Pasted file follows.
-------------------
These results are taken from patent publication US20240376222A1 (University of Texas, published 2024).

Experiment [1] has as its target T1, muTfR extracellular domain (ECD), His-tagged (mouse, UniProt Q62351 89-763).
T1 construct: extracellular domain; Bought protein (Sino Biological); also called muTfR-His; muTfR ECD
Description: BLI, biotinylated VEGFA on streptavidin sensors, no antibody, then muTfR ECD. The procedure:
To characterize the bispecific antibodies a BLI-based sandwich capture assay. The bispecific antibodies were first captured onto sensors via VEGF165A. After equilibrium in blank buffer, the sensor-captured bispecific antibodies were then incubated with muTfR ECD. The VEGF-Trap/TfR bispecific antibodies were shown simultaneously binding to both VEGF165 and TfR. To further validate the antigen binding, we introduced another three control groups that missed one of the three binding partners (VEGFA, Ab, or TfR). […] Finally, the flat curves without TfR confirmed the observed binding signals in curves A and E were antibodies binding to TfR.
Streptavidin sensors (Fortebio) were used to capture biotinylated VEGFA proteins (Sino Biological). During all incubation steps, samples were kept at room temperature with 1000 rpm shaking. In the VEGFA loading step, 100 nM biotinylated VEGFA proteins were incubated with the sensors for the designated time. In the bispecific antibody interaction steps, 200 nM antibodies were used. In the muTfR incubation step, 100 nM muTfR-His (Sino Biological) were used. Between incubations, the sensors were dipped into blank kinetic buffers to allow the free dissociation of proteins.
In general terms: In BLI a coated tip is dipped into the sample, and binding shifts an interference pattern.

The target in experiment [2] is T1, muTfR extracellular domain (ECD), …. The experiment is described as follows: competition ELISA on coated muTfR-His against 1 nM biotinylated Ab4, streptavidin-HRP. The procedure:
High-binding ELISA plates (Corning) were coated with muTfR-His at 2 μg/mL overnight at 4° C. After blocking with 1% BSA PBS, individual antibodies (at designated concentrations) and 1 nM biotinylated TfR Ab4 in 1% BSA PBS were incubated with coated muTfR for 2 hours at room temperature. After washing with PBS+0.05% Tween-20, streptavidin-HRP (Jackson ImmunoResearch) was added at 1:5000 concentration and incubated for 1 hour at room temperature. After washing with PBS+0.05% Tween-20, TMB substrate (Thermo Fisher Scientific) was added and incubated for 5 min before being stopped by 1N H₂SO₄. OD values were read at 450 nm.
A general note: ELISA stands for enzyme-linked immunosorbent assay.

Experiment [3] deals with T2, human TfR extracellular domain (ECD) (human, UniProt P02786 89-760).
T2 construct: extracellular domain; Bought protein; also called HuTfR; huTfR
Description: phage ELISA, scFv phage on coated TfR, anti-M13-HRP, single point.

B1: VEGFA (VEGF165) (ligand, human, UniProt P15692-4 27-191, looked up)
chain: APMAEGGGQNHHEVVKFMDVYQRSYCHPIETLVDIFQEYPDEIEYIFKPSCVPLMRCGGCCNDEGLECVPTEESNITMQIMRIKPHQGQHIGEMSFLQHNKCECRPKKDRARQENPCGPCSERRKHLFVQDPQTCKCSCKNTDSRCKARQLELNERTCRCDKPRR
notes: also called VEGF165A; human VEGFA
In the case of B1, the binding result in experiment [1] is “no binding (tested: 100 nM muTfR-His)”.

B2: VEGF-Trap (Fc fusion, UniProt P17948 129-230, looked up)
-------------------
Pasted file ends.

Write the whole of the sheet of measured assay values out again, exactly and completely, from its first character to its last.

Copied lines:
These results are taken from patent publication US20240376222A1 (University of Texas, published 2024).

Experiment [1] has as its target T1, muTfR extracellular domain (ECD), His-tagged (mouse, UniProt Q62351 89-763).
T1 construct: extracellular domain; Bought protein (Sino Biological); also called muTfR-His; muTfR ECD
Description: BLI, biotinylated VEGFA on streptavidin sensors, no antibody, then muTfR ECD. The procedure:
To characterize the bispecific antibodies a BLI-based sandwich capture assay. The bispecific antibodies were first captured onto sensors via VEGF165A. After equilibrium in blank buffer, the sensor-captured bispecific antibodies were then incubated with muTfR ECD. The VEGF-Trap/TfR bispecific antibodies were shown simultaneously binding to both VEGF165 and TfR. To further validate the antigen binding, we introduced another three control groups that missed one of the three binding partners (VEGFA, Ab, or TfR). […] Finally, the flat curves without TfR confirmed the observed binding signals in curves A and E were antibodies binding to TfR.
Streptavidin sensors (Fortebio) were used to capture biotinylated VEGFA proteins (Sino Biological). During all incubation steps, samples were kept at room temperature with 1000 rpm shaking. In the VEGFA loading step, 100 nM biotinylated VEGFA proteins were incubated with the sensors for the designated time. In the bispecific antibody interaction steps, 200 nM antibodies were used. In the muTfR incubation step, 100 nM muTfR-His (Sino Biological) were used. Between incubations, the sensors were dipped into blank kinetic buffers to allow the free dissociation of proteins.
In general terms: In BLI a coated tip is dipped into the sample, and binding shifts an interference pattern.

The target in experiment [2] is T1, muTfR extracellular domain (ECD), …. The experiment is described as follows: competition ELISA on coated muTfR-His against 1 nM biotinylated Ab4, streptavidin-HRP. The procedure:
High-binding ELISA plates (Corning) were coated with muTfR-His at 2 μg/mL overnight at 4° C. After blocking with 1% BSA PBS, individual antibodies (at designated concentrations) and 1 nM biotinylated TfR Ab4 in 1% BSA PBS were incubated with coated muTfR for 2 hours at room temperature. After washing with PBS+0.05% Tween-20, streptavidin-HRP (Jackson ImmunoResearch) was added at 1:5000 concentration and incubated for 1 hour at room temperature. After washing with PBS+0.05% Tween-20, TMB substrate (Thermo Fisher Scientific) was added and incubated for 5 min before being stopped by 1N H₂SO₄. OD values were read at 450 nm.
A general note: ELISA stands for enzyme-linked immunosorbent assay.

Experiment [3] deals with T2, human TfR extracellular domain (ECD) (human, UniProt P02786 89-760).
T2 construct: extracellular domain; Bought protein; also called HuTfR; huTfR
Description: phage ELISA, scFv phage on coated TfR, anti-M13-HRP, single point.

B1: VEGFA (VEGF165) (ligand, human, UniProt P15692-4 27-191, looked up)
chain: APMAEGGGQNHHEVVKFMDVYQRSYCHPIETLVDIFQEYPDEIEYIFKPSCVPLMRCGGCCNDEGLECVPTEESNITMQIMRIKPHQGQHIGEMSFLQHNKCECRPKKDRARQENPCGPCSERRKHLFVQDPQTCKCSCKNTDSRCKARQLELNERTCRCDKPRR
notes: also called VEGF165A; human VEGFA
In the case of B1, the binding result in experiment [1] is “no binding (tested: 100 nM muTfR-His)”.

B2: VEGF-Trap (Fc fusion, UniProt P17948 129-230, looked up)